Charles Edward Miller from Chicago, United States [CC BY-SA 2.0], via Wikimedia Commons

October 20, 2019; Colorlines, The Conversation, The Root, and CBS Chicago

Don’t expect the Chicago Public Schools to be open today. The schools have been closed by a teachers’ strike since Thursday, and while negotiations have continued throughout the weekend, it seems unlikely that a settlement will be reached and classes will resume. The sticking point for the 30,000 teachers, who have received wide support from parents and community groups, is not money. Rather, the issues at stake concern social justice and health and safety for teachers, students, and their families.

As it heads into its third school day, the strike lies in the hands of a new mayor looking to keep her promises while still demonstrating her strength; a union looking to build its strength; and a predominantly Black and Latinx school district with overcrowded classes, limited resource staff (nurses, counselors, and librarians), students who do not feel safe, and overworked staff. After 10 months of negotiations leading to this point, a quick settlement doesn’t seem likely.

One key issue seems to be getting things in writing. While negotiators do their work and promises are being made, the Chicago Teacher’s Union (CTU) is wary of what’s not being clearly spelled out in the contract. Money and raises aren’t a problem, but moderating class sizes and adding supports seem harder to get down on paper.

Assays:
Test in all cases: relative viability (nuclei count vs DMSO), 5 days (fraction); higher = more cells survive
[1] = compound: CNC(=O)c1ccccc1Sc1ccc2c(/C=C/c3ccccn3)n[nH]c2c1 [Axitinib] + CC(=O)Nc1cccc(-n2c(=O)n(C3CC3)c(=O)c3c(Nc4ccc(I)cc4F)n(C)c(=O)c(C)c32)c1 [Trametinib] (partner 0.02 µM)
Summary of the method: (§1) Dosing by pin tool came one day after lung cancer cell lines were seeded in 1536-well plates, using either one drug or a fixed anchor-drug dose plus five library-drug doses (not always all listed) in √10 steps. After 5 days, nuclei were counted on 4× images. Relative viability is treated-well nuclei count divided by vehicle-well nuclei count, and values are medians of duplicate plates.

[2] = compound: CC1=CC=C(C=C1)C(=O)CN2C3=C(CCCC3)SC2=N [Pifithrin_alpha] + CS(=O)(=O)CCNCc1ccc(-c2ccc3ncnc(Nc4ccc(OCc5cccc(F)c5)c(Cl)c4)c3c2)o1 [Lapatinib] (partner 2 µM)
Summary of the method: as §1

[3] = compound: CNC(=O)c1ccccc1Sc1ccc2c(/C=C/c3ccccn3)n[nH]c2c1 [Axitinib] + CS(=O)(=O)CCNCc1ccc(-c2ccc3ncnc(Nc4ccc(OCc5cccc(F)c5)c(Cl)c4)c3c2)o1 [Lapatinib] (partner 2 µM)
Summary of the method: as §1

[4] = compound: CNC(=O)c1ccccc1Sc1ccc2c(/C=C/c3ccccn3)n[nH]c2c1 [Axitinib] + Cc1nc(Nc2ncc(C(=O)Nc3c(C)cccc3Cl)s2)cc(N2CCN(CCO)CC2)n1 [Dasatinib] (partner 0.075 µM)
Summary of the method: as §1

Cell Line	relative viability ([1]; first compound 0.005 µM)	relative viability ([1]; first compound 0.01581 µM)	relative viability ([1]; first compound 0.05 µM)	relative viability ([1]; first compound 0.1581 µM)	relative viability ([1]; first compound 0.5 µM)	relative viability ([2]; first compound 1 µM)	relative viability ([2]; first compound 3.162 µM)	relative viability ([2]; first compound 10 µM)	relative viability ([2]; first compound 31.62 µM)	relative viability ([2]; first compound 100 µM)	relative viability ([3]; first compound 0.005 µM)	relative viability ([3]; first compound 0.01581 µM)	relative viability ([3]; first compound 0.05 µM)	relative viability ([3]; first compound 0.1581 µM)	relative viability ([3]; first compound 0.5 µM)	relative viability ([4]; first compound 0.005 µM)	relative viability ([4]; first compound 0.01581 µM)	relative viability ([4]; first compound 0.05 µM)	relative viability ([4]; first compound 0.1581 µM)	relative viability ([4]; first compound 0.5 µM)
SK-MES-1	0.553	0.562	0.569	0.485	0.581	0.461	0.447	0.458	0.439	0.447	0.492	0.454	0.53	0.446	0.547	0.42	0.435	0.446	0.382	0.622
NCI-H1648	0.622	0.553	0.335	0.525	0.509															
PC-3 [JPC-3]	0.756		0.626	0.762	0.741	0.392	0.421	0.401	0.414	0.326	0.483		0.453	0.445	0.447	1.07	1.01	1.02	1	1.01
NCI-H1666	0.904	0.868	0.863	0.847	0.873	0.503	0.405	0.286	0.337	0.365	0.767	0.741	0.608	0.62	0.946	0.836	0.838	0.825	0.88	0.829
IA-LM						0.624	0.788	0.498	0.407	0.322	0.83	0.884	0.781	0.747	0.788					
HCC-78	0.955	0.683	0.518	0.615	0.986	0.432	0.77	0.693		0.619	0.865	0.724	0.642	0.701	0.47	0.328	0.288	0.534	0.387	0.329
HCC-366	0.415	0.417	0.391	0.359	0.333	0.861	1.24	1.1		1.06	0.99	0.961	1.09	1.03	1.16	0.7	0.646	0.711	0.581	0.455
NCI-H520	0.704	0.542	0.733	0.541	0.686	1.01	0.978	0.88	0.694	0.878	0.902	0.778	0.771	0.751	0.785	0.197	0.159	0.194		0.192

CTU leaders said the city has made commitments to reducing class sizes and increasing staffing, but the union wants to include language to enforce those provisions.

“A provision where there’s a promise to hire, but there’s no mechanism for what happens if that promise isn’t kept, that’s not so good for us,” CTU President Sharkey said. “We have bitter experience with what happens if we can’t actually enforce the stuff that we have.”

These aren’t small issues. Just because a school nurse must schedule time among four schools, that doesn’t mean a child with asthma can also plan when their breathing will fail. Just how effective can school counselors or social workers be when dealing with caseloads of 865 students across multiple schools in high trauma areas? Lastly, there’s the teachers themselves. If they have to manage and keep order in classes of up to 40 students, often under traumatic situations, how can they help students focus on learning?

Another piece of the puzzle in the strike and the negotiations is the strength of the teachers’ union. Reduced class sizes would lead to more teachers needing to be hired, which means more potential union members. That’s also true if more social workers, school nurses, counselors and librarians are hired, though membership in public sector unions is not mandatory since the Supreme Court decision in Janus v. AFSCME. Successful teacher strikes in other parts of the country (Los Angeles, Oakland, and Denver) have only bolstered strikers in Chicago and elsewhere.

Chicago’s mayor, Lori Lightfoot, lamented the situation last week, saying, “We need to get our kids back in school. Every day we are out, that hurts our children. We need to make sure that we do everything possible to create an environment where we can get back to the table, where we can get a deal done so that our kids can be back in our normal rhythm and cadence.”

But perhaps what is normal is not what is needed in Chicago.—Carole Levine